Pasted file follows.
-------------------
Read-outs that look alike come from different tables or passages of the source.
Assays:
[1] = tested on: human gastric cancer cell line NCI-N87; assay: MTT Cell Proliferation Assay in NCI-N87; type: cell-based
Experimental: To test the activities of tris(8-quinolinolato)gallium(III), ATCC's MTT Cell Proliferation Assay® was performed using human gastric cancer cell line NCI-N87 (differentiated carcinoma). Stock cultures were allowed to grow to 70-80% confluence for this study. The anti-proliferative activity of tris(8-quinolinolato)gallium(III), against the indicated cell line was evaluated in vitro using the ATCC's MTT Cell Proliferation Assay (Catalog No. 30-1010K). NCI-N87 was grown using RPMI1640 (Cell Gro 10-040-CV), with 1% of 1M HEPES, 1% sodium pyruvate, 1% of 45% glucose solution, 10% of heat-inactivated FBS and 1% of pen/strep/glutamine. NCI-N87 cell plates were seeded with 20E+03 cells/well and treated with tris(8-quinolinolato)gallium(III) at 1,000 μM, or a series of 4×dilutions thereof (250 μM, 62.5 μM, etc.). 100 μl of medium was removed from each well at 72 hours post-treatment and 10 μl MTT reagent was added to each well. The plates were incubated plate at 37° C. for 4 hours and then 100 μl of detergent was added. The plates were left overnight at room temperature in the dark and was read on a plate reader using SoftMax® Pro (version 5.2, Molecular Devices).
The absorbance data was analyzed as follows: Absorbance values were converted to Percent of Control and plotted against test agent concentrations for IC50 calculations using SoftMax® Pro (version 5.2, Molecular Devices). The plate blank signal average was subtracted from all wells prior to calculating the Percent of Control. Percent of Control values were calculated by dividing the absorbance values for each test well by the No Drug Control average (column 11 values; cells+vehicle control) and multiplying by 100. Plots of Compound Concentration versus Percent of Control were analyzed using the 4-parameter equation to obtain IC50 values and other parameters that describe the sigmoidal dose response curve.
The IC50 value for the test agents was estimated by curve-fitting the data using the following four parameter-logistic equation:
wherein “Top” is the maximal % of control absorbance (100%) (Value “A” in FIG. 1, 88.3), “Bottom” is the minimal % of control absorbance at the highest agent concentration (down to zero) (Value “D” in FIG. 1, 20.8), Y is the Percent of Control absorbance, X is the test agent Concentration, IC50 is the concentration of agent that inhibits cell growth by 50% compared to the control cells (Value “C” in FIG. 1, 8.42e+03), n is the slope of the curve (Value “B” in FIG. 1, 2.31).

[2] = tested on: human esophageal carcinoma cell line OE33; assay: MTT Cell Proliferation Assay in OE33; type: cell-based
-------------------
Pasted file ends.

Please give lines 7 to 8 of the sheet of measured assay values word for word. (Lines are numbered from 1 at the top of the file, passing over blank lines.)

wherein “Top” is the maximal % of control absorbance (100%) (Value “A” in FIG. 1, 88.3), “Bottom” is the minimal % of control absorbance at the highest agent concentration (down to zero) (Value “D” in FIG. 1, 20.8), Y is the Percent of Control absorbance, X is the test agent Concentration, IC50 is the concentration of agent that inhibits cell growth by 50% compared to the control cells (Value “C” in FIG. 1, 8.42e+03), n is the slope of the curve (Value “B” in FIG. 1, 2.31).

[2] = tested on: human esophageal carcinoma cell line OE33; assay: MTT Cell Proliferation Assay in OE33; type: cell-based